HELENA — A conservative Republican who sponsored a successful resolution to close primary elections to nonparty members during last week's convention wants a federal lawsuit filed immediately to get the process underway.
But party leaders said this week they have no timeline and haven't decided how they'll proceed.
That isn't sitting well with resolution sponsor and House District 69 candidate Matthew Monforton. He said moderate party leaders are stalling because closed primaries threaten their chances for election.
"The GOP leadership has no intention of following through," Monforton said. "They've chosen their own interests over the call of their party."
Montana Republican Party Executive Director Bowen Greenwood said party leaders are looking at options to close primaries. But he said the party is focused on the Nov. 4 general election and he wouldn't recommend any action before then.
"Everybody's entitled to their opinion," Greenwood said. "The majority is concerned with electing candidates, and that's what we're working on right now."
Monforton pointed to Idaho's Republican Party as an example where the change was made through a federal lawsuit in 2011. As an attorney, he thinks the party in Montana would be successful in a similar lawsuit. The changes could also be approved by the Montana Legislature, but Monforton sees little chance for success there.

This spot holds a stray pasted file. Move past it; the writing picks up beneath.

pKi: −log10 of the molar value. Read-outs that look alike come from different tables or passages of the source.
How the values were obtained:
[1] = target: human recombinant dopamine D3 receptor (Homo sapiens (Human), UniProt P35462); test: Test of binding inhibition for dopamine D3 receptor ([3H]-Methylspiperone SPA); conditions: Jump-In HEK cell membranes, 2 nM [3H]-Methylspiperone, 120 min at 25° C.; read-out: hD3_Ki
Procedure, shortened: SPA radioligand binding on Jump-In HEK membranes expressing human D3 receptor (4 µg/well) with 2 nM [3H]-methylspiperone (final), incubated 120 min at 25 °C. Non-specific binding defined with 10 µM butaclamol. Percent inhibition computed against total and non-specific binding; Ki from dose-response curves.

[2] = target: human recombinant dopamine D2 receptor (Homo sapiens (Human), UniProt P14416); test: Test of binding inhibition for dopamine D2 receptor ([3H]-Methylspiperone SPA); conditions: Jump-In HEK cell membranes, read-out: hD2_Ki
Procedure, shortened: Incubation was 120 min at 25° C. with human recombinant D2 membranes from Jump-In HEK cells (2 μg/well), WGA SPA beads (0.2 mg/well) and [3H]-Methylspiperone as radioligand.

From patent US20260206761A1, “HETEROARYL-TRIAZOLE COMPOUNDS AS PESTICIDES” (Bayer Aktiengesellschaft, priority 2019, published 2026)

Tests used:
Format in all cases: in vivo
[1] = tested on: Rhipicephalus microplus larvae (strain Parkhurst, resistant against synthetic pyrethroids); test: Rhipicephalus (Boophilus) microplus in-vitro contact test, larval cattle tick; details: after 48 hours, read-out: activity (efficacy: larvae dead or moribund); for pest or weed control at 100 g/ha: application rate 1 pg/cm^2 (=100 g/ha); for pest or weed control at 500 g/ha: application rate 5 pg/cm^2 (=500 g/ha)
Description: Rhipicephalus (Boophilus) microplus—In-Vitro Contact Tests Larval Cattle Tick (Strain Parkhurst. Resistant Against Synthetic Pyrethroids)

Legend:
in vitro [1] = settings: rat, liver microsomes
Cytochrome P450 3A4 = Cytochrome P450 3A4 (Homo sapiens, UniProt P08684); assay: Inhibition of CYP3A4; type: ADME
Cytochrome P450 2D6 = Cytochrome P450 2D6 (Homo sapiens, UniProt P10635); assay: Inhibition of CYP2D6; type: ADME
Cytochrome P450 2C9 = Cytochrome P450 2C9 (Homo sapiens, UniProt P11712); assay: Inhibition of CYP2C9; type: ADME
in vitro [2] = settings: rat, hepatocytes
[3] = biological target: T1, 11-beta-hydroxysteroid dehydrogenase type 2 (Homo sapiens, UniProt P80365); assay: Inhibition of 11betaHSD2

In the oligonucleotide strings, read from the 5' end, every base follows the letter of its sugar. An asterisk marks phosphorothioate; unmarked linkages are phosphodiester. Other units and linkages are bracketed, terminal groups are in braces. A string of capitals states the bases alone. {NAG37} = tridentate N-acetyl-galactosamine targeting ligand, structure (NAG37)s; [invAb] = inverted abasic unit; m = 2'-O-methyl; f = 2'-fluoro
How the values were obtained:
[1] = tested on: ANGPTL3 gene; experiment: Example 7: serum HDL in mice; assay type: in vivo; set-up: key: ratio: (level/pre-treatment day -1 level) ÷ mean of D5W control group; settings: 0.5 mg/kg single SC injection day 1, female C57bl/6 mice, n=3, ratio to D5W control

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"The Legislature has previously shot down closed-primary bills," he said. "And even if one passed in the next session, Gov. (Steve) Bullock would never sign it."
Conservatives have claimed there were indications that Democrats crossed over to vote for more moderate candidates in some Republican primaries. Most Republican incumbents prevailed in their primary contests despite a rift between conservative and moderate factions that spurred some intra-party challenges.
Twenty-four states have closed Republican primaries, and 19 states have closed Democratic primaries, according to the nonpartisan Maryland-based group FairVote.
Montana has never held closed primary elections, Secretary of State Linda McCulloch said.
"I would certainly hate to lose the open primary in Montana," she said. "We have so many Independent voters, and people change parties back and forth. I think it would eliminate voter choice."
Monforton said he'll continue to insist that party leaders follow through on the resolution. "What I would like to see happen is what majority of delegates thought would happen — that we secure our primaries from crossover voters," he said.